German chemical giant Bayer has launched a pilot programme in the USA and Brazil to pay farmers for capturing carbon in cropland soils, Reuters reported on 21 July.
In the first season, the company said it was planning to enrol about 1,200 row crop farmers on its Bayer Carbon Initiative with a view to increasing future participation and expanding into other countries.
The programme required farmers to sign up to Bayer’s Climate FieldView digital farming platform, where growers would log data about their eco-friendly farming practices such as no-till farming or planting cover crops. The claims could then be verified by satellite imagery.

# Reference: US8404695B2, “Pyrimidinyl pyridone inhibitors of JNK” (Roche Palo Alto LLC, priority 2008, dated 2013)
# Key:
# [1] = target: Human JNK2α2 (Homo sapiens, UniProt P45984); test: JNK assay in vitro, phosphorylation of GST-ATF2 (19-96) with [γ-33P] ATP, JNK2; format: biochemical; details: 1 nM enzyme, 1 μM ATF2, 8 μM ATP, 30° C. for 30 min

Bayer would then compensate growers for sequestering carbon and pay them in cash or credits to buy products on its Bayer PLUS rewards platform.
The company was working with other partners including Brazil’s Embrapa, the government’s crop research agency, to build a market for trading the carbon credits created.
“If farmers are sequestering carbon to the benefit of society and the planet, they should to be rewarded for it,” Brett Begemann, chief operating officer of Bayer’s Crop Science division, told Reuters.
He did not disclose the cost of the programme and said the value of the sequestered carbon would be dictated by the market.